As braai season approaches, red meat prices are expected to trend higher by at least 9 to 15 percent from now until December due to tight supply and increased demand from consumers during the festive season.
Currently, red meat prices are relatively stable to strong due to tight supplies as livestock farmers hold on to stock and avoid slaughtering in the hope that pasture conditions will improve should seasonal rains materialise sooner.
Paul Makube, Senior Agricultural Economist at FNB says red meat slaughtering has been substantially higher this year compared to the past three years as a result of the drought. For example, the cumulative sheep slaughter number is currently 111% and 69% higher than the 2015 and 2014 levels respectively.
However, despite an increase in slaughtering, we did not experience an oversupply of meat which would have resulted in lower prices due to exports and a strong demand for our meat in the tourism sector.
“In terms of the outlook for beef, we are heading into a seasonal price increase of between R3.4 and R5.7 per kilogram (kg) for Class A beef as braai season returns. Consumers that prefer to braai lamb can expect to pay between R5.6 and R9.4 per kg more for Class A lamb over the festive period,” says Makube.
Pork will also benefit from the price gain of red meat. However, there won’t be much of a price movement in poultry due to increasing imports.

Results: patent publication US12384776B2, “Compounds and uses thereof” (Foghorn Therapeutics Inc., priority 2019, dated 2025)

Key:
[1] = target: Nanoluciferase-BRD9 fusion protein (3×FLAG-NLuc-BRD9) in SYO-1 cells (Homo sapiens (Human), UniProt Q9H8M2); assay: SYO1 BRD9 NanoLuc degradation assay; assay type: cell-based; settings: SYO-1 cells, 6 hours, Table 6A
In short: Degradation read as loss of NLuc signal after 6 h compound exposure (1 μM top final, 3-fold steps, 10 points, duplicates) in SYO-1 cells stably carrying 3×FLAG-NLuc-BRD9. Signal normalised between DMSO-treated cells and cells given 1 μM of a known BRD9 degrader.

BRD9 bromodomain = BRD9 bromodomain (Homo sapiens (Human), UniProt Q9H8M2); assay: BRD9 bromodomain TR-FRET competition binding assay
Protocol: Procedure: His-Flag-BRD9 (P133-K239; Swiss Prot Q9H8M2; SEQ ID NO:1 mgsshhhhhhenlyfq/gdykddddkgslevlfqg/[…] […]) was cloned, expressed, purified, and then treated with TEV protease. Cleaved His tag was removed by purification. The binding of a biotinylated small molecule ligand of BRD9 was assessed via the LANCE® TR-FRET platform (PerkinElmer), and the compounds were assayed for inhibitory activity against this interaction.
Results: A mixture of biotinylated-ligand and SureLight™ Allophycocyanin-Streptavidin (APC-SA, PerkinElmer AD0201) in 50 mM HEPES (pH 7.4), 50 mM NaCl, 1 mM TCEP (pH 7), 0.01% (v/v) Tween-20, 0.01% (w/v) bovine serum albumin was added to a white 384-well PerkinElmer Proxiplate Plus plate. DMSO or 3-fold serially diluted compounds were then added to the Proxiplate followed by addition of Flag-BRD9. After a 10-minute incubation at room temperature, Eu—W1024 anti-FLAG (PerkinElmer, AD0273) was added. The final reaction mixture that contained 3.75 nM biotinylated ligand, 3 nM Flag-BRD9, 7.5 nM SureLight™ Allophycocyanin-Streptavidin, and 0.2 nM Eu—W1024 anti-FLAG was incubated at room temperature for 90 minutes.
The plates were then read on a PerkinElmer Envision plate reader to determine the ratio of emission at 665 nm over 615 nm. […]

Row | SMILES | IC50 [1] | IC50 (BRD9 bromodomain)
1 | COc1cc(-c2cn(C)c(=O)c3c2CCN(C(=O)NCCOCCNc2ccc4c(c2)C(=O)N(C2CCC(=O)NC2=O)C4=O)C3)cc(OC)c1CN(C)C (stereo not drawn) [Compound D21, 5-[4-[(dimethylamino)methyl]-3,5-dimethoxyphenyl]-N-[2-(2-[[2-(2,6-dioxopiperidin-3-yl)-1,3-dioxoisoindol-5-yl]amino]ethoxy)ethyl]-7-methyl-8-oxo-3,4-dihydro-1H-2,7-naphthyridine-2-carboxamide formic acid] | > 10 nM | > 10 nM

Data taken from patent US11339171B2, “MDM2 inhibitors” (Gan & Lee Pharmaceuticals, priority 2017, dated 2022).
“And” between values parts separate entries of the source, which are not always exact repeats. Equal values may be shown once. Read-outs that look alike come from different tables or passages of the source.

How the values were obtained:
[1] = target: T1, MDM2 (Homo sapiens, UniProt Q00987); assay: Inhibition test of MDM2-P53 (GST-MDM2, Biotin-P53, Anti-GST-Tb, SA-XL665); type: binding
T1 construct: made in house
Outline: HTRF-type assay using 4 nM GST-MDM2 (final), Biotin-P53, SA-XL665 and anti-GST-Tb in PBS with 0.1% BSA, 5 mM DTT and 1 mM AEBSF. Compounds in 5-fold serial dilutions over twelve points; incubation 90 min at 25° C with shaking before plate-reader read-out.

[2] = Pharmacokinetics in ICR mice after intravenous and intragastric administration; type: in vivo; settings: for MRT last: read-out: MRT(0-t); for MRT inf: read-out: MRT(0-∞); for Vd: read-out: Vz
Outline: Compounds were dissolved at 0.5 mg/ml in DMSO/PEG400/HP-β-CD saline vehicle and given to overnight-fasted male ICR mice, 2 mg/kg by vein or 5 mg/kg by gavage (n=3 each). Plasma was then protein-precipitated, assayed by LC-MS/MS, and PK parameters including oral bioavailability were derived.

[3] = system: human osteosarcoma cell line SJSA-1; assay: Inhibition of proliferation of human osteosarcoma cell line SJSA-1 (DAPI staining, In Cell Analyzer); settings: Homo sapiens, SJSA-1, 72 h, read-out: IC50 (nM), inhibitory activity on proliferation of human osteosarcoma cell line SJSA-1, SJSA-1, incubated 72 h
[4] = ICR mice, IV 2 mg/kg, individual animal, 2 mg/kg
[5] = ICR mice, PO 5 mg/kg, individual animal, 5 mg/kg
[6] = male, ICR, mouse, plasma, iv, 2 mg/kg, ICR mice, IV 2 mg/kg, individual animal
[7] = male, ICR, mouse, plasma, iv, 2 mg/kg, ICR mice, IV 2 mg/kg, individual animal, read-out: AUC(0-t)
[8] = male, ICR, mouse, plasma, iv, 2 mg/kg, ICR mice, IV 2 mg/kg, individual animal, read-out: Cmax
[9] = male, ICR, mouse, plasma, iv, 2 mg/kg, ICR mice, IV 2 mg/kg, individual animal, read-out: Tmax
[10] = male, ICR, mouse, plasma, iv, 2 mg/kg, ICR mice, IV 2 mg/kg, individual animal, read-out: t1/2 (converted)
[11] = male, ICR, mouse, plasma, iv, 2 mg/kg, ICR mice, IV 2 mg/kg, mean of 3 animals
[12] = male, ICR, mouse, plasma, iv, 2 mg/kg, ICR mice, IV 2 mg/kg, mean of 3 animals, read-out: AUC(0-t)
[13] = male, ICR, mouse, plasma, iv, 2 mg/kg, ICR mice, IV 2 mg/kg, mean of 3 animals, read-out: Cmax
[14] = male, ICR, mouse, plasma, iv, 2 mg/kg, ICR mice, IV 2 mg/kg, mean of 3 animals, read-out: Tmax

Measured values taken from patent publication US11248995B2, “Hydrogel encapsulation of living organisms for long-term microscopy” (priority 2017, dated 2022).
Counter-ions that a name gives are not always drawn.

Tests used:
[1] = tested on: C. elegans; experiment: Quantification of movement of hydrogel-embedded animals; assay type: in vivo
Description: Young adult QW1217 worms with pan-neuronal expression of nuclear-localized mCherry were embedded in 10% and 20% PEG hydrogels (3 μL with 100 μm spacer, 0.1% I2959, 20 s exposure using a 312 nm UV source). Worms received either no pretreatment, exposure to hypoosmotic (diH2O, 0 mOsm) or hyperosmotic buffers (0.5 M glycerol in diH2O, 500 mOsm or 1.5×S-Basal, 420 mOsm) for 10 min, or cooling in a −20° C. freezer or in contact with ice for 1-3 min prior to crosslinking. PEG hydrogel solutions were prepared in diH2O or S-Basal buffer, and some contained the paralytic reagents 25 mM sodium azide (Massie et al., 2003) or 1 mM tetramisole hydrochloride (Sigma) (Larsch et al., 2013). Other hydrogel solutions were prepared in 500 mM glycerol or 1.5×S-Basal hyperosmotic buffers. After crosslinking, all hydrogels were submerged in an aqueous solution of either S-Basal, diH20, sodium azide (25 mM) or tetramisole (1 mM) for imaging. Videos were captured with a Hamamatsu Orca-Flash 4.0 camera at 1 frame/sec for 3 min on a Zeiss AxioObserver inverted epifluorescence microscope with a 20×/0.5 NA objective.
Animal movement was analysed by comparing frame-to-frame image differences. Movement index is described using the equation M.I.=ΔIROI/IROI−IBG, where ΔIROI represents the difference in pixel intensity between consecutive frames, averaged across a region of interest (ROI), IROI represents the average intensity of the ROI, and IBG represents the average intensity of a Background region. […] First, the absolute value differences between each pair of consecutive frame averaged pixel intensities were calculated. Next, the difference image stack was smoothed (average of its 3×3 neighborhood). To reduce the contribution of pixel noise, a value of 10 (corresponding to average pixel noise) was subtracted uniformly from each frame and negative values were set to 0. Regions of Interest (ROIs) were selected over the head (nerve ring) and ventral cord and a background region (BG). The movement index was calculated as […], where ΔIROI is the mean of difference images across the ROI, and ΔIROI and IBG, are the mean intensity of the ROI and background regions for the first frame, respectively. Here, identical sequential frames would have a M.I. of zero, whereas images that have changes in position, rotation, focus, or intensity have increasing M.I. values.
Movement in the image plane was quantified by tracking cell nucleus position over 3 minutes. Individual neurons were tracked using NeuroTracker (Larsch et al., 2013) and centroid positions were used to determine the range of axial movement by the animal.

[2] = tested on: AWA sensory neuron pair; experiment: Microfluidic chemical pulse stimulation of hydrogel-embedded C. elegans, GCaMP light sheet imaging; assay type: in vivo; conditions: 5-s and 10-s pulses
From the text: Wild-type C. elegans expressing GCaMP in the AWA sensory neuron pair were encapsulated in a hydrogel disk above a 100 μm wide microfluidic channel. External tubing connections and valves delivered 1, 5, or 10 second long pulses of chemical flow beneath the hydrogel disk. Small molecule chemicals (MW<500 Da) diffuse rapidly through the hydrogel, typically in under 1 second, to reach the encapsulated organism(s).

Despite continued pressure on disposable income, consumers would still be able to absorb a slight increase in meat prices during the festive period. While others will opt to purchase red meat in bulk to outweigh price increases.
“Even during tough economic conditions, we have picked up a trend where consumers will usually cut back on luxuries and non-essentials, but generally spend more on food and meat, during the festive season.”
However, Makube cautions that prices would have to return to normal levels in January post the festive season to avoid resistance from consumers.
He says that with rain expected in the coming months, the situation should start improving for livestock farmers that have suffered financial losses as a result of the drought. Forecasts are now projecting neutral conditions for the 2016/17 season, meaning that we should expect normal, instead of above normal rainfall as had been previously estimated.
According to Makube, this is good news as the sector will not have to worry about possible damage resulting from floods, torrential rains and heavy winds, often associated with a strong La Nina that was predicted earlier during the past few months. The expected rainfall should be sufficient for herd-rebuilding to begin, further helping livestock farmers to reduce costs in the long-term.
“By mid-2017, we should see a moderation in grain prices which will lower animal feed costs, resulting in improved margins and profitability levels for farmers that are currently facing losses from the recent drought,” concludes Makube.